Botswana has benefited from a stable social structure and a wealth of natural mineral resources; it has an unbroken record of parliamentary democracy and one of Africa’s highest sustained records of economic growth since independence. However, the economy is dependent on mining and agriculture, and has had to cope with the vagaries of the diamond market and frequent droughts. During 1999–2003, only the year 2000 was free of drought. It is also strongly influenced by economic trends in South Africa, the economic giant of the region. Moreover, the country has one of the world’s highest HIV infection rates, which has an effect on productivity.
Minerals have provided the financial base for welfare projects and the development of manufacturing. Since the 1990s the government has encouraged foreign investment in export-oriented industries, especially in manufacturing, and notably car assembly (which started in 1994, boosted exports for the rest of the decade and then ceased production in 2000 when the South African investor company went into liquidation); textiles; and diamond jewellery (the first jewellery factory was established with Indian investment in 2010).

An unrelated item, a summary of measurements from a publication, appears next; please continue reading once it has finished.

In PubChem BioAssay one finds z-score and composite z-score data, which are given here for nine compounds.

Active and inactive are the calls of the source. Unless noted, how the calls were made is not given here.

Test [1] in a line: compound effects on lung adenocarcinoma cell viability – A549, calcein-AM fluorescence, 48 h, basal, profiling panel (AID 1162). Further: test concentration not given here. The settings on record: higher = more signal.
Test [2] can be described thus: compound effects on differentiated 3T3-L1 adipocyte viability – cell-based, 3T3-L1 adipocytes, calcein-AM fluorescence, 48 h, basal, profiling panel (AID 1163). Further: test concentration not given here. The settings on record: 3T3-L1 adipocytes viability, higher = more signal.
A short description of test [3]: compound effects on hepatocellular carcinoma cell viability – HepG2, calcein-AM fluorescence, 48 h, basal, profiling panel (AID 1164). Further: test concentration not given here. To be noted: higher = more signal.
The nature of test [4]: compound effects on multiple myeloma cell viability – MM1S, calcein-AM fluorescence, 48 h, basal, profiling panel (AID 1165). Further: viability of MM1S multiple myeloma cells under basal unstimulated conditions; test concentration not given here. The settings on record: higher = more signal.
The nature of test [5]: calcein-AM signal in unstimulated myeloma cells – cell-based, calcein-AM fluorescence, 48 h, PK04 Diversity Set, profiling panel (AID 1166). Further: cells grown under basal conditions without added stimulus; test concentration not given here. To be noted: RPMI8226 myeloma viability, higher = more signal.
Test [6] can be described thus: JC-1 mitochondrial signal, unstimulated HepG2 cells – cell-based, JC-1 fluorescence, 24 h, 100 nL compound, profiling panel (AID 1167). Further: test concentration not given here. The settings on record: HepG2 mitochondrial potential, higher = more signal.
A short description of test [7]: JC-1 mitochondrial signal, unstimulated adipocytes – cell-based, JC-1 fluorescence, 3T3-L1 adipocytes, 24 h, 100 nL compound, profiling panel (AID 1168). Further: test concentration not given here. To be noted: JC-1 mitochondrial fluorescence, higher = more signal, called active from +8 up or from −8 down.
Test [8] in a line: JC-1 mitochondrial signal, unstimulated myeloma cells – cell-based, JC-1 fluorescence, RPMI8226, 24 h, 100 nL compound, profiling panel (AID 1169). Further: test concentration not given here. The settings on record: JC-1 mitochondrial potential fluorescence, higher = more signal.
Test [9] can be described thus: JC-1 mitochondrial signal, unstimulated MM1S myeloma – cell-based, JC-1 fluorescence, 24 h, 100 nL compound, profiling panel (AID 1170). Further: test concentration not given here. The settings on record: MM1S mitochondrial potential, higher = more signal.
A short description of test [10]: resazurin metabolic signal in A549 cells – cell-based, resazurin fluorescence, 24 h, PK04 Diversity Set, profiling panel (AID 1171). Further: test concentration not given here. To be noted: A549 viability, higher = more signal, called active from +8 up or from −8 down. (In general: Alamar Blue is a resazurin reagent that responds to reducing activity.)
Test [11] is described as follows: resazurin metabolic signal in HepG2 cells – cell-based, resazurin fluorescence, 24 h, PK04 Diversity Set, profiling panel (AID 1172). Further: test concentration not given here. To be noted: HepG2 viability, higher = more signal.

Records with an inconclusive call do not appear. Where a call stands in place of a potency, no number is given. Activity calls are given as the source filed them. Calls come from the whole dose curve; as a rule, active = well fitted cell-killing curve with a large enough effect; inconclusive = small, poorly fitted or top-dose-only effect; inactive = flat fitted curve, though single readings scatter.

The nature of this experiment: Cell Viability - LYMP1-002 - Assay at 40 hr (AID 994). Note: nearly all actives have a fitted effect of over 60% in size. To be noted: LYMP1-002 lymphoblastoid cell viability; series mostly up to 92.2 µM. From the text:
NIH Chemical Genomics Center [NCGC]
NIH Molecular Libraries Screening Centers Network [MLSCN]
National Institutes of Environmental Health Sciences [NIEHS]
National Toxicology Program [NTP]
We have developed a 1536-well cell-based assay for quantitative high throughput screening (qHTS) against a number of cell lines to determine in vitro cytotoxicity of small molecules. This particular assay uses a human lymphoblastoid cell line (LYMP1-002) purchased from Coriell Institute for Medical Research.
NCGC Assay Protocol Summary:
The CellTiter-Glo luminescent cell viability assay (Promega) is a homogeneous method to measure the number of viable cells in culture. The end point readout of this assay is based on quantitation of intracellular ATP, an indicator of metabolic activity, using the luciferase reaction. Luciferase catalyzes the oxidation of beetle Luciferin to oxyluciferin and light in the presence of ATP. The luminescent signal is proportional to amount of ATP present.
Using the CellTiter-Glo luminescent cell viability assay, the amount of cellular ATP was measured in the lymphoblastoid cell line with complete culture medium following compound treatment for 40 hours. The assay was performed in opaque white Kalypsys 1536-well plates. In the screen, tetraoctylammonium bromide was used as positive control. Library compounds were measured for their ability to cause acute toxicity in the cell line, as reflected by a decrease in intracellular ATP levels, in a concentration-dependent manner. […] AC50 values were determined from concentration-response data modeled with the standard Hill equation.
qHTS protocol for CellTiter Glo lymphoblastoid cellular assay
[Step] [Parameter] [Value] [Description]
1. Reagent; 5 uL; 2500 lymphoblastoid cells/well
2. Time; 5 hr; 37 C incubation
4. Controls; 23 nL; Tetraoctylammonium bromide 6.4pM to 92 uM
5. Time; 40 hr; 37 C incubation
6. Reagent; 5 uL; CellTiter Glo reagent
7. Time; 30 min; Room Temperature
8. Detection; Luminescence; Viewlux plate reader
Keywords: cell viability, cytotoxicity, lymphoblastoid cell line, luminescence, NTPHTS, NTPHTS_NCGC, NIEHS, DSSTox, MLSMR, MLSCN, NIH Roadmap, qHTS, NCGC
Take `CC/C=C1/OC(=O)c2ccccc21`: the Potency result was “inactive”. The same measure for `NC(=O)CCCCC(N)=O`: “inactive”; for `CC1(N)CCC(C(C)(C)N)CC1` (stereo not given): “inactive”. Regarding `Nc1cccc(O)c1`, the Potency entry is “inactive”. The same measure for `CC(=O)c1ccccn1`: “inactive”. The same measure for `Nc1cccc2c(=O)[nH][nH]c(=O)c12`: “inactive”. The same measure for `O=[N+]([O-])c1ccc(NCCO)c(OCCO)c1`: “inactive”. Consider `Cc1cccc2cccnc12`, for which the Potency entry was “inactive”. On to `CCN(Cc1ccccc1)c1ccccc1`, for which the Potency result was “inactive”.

The economy generally grew well in the 2000s, but in the face of the global downturn, world demand for diamonds and eco-tourism slumped, and the Botswana economy moved sharply into recession, shrinking by 7.8 per cent in 2009, but recovering very strongly in 2010 with rises in world commodity prices, recording growth of 8.6 per cent in 2010 and 6.2 per cent in 2011, and continuing at more than four per cent p.a. in 2012–15.
Mining started near Orapa in 1967 only a year after independence. The country is among the world’s largest producers of diamonds. Minerals – notably diamonds, copper and nickel – generate most of the government’s revenue.